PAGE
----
Christine Stevens

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Christine Stevens, "who devoted her life to protecting all creatures -- elephants, whales and laboratory animals -- died last Thursday [2002] at Georgetown University Hospital. She was 84 and lived in Washington, where she was a leader of social life.

"She founded the Animal Welfare Institute in New York in 1951 and was president until her death. In 1955, she formed the Society for Animal Protective Legislation, the institute's lobbying arm, which helped write more than a dozen laws on behalf of wild and domestic animals. These include the hard-fought 1958 Humane Slaughter Act and the 1966 Laboratory Animal Welfare Act.

"The institute also originated the Save-the-Whales Campaign, in 1971.

"Known for her gently determined ways, Mrs. Stevens shunned confrontational tactics in favor of lobbying and made her points before Congress as well as in countless meetings and conferences.

"She was the widow of Roger Lacey Stevens, the New York real estate magnate, Broadway producer, fund-raiser, arts patron and founding chairman of the John F. Kennedy Center for the Performing Arts. A supporter of her institute, he died in 1998 after a marriage of 60 years...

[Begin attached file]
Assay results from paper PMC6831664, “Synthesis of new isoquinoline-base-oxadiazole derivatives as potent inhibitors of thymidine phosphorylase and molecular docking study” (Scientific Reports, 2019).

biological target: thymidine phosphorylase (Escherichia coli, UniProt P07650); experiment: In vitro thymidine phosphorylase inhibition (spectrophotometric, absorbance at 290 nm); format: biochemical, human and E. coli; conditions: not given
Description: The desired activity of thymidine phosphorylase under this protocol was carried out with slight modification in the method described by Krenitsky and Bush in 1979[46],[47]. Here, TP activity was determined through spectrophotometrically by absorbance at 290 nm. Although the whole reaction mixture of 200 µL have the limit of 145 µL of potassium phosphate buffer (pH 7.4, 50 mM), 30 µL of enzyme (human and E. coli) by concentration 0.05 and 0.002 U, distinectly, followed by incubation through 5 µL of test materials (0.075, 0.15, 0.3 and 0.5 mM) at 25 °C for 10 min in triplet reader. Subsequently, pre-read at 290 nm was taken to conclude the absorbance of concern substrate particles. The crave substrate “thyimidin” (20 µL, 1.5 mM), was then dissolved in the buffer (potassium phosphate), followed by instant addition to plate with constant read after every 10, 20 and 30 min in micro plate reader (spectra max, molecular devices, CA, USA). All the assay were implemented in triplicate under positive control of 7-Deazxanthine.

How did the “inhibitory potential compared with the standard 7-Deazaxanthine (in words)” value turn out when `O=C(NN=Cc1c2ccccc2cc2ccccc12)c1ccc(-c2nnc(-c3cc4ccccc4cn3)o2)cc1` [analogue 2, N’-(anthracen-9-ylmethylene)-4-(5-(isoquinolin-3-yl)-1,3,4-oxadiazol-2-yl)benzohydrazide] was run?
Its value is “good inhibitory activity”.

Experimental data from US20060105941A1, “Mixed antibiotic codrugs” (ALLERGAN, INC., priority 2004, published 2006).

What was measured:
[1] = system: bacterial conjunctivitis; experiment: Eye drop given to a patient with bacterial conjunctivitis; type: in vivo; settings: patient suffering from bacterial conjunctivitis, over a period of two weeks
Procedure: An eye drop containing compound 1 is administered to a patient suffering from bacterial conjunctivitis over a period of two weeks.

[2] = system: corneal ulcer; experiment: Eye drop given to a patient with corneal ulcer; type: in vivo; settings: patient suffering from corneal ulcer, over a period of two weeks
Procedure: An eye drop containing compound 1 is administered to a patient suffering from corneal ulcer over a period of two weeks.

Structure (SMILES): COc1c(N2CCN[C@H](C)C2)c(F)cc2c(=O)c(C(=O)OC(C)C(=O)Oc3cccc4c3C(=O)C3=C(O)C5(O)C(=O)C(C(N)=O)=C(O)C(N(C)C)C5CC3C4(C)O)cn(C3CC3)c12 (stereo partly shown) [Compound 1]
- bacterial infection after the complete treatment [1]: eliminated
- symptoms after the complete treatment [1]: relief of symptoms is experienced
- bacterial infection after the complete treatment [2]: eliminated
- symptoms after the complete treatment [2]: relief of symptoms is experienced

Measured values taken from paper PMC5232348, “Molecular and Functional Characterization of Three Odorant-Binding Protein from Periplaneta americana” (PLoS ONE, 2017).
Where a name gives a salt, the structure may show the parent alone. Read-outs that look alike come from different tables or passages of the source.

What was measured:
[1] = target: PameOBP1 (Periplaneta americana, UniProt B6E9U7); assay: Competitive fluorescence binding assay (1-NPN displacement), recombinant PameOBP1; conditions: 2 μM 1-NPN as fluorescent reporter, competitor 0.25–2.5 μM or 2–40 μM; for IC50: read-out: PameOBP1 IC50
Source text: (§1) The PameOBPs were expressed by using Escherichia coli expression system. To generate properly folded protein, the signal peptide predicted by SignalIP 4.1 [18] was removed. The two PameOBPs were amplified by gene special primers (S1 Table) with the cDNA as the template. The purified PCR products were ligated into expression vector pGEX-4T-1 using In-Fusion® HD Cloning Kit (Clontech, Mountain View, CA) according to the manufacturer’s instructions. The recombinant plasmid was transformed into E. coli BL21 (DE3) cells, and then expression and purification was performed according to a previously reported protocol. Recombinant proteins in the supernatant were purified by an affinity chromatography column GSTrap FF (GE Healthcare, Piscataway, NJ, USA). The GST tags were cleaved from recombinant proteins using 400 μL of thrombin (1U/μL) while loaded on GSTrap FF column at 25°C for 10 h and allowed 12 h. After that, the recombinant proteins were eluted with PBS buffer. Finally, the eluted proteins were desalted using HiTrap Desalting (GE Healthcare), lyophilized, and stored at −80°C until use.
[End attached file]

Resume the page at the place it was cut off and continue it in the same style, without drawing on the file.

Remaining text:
"In New York, in 1951, a syndicate led by Mr. Stevens bought the Empire State Building. Mrs. Stevens opened the institute in a rent-free vacant office, with a roster of scientists serving as advisers. One of the first issues she raised was the fate of farm-raised beagles destined for radiation studies by the Atomic Energy Commission." [1]

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  1. Christine Stevens, 84, a Friend to the Animals, New York Times, accessed June 24, 2009.